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  1. Hi Rob, I'm not quite sure I understand your message! I can send messages etc, I only have one account! Oh, I see now, you're replying to an old message of mine... got it now! (A bit slow on the uptake I am). Yes, this was all sorted. Cheers, Ric
  2. Thanks for the write-up, very helpful. I'm only confused by one thing - the description of transient attack. You say the Ares is more fluid with richer harmonics, yet it has more impactful transients than the Holo May's leaner, cleaner signature?
  3. As a new Roon adopter I thought I'd share a few thoughts for anyone on the fence. I play local files, as opposed to streaming Tidal, Qobuz etc, and I actually trialled Roon twice and rejected it! I didn't like the way it displayed my digital library, even when set up to extract the info solely from my audio file tags—which are meticulous. Secondly, the sound quality wasn't as good as Audirvana or HQPlayer. And mostly I was annoyed by all the written blurbs, artist and album links, anything extraneous to my library folder system. What a hassle, I thought! Obviously I've changed my mind! Firstly, using HQPlayer as an endpoint gives me a pretty high quality of sound. A direct comparison without the Roon interface reveals a less 'noisy', slightly 'denser', more 'natural' signature. But if I want to listen critically I can dual boot into an optimised OS (Win Server 2019) where I drag and drop files into HQPlayer. But this is missing the point of Roon, which is to provide an intellectually and visually stimulating medium for playing music. My advice for newbies is to use Roon's settings to populate your music library. Then immerse yourself in the wealth of information, artwork etc. Click on random albums that pop up, relinquish control and—let yourself go!
  4. I've owned the original Rega DAC as well as the Rega-R, and the first Apollo and Saturn CD players. The Rega DAC has some very positive attributes: natural timbre in the mids and a solid bass that's not overly 'taut', and like all Regas it has great rhythmic drive. The DAC was first used in the ground-breaking Rega Apollo—a classic CD spinner, in my view, and one of the most enjoyable listening experiences I've had. In fact, I couldn't get the stand-alone DAC to perform quite as well as 'integrated' in the Apollo. The downside of the Rega DAC is that it has less resolution than equivalent brands, at least overtly. More importantly, it has a rather stark treble with hard transients and very quick decay. To my ears, this is an issue across the Rega range to a certain degree, and it's most apparent in the original DAC. This undermines the midrange warmth that makes acoustic material and '70s rock so enjoyable. This characteristic is perhaps a side-effect of the rhythmic snap of Regas, the power-supply design and/or the Wolfson chipset. In this price-range it's hard to complain, of course! My advice is to hold on to the Rega, and get a second-hand Gieseler Klein which has a very transparent sound signature with a large soundstage and tighter bass etc.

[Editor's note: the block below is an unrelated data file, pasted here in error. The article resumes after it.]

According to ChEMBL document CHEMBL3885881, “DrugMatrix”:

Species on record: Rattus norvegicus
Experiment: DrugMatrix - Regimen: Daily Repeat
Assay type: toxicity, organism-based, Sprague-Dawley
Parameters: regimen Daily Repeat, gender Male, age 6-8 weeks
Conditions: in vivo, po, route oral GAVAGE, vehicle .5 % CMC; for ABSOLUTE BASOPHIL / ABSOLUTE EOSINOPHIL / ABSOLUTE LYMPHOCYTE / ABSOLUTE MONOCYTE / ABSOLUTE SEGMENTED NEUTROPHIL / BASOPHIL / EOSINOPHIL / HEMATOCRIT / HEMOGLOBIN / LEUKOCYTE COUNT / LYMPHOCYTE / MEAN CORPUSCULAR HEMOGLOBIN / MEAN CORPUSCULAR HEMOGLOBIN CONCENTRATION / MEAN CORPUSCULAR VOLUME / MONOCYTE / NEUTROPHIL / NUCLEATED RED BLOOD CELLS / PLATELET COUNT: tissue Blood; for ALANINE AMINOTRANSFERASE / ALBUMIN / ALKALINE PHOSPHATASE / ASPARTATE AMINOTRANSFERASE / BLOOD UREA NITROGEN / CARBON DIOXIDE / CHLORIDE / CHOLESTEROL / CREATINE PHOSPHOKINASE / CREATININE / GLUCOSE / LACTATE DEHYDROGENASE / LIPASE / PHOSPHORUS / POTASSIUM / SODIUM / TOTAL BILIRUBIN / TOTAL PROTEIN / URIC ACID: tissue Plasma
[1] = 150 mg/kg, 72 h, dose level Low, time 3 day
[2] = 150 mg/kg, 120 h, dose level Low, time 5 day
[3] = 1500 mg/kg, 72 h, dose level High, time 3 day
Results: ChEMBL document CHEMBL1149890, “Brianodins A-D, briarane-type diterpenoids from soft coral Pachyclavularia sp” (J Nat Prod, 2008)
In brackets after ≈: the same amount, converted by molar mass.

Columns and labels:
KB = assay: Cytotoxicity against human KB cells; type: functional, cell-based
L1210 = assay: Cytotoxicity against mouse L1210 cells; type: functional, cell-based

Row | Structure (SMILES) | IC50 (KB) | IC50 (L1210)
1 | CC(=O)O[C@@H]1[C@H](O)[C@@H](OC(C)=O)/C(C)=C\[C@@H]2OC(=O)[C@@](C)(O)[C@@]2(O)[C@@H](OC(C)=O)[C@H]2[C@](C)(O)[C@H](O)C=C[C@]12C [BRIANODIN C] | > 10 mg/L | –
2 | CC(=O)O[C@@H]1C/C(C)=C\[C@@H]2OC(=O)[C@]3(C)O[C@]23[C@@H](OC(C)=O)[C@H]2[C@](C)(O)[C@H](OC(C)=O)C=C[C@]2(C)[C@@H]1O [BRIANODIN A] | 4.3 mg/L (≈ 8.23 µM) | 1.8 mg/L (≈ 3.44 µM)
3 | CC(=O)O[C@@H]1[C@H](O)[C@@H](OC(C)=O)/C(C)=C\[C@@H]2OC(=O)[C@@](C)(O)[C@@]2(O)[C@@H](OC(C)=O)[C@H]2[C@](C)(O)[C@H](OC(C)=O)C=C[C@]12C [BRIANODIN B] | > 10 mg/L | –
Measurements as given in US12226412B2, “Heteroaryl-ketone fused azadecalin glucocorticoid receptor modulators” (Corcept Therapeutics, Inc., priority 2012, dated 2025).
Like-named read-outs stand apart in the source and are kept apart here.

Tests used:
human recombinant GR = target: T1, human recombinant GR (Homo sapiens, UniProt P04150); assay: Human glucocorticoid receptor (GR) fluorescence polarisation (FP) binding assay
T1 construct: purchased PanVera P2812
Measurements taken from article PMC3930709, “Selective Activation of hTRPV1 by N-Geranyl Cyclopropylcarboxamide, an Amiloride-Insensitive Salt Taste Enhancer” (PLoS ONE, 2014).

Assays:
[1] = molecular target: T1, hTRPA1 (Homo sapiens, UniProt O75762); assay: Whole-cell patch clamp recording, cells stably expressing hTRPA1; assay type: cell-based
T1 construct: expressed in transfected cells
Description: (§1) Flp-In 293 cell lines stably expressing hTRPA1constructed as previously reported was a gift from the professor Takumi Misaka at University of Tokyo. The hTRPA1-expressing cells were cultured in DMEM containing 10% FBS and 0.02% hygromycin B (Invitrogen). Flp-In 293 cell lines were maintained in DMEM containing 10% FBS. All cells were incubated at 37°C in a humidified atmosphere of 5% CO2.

5. I think the OP is going for the Lumin all-in-one, so the rest of us are just nattering! In my opinion, the sound signature of a system depends upon mixing and matching every component in the chain, as much as it does the choice of equipment. This includes the prudent placement of components and cables, and sensible use of power outlets and anti-vibration tools. Experimentation—changing only one component at a time—is often a long process but always worthwhile knowledge-wise. Doubtless the OP will embark on this process with the Lumin and let us all know how it's going!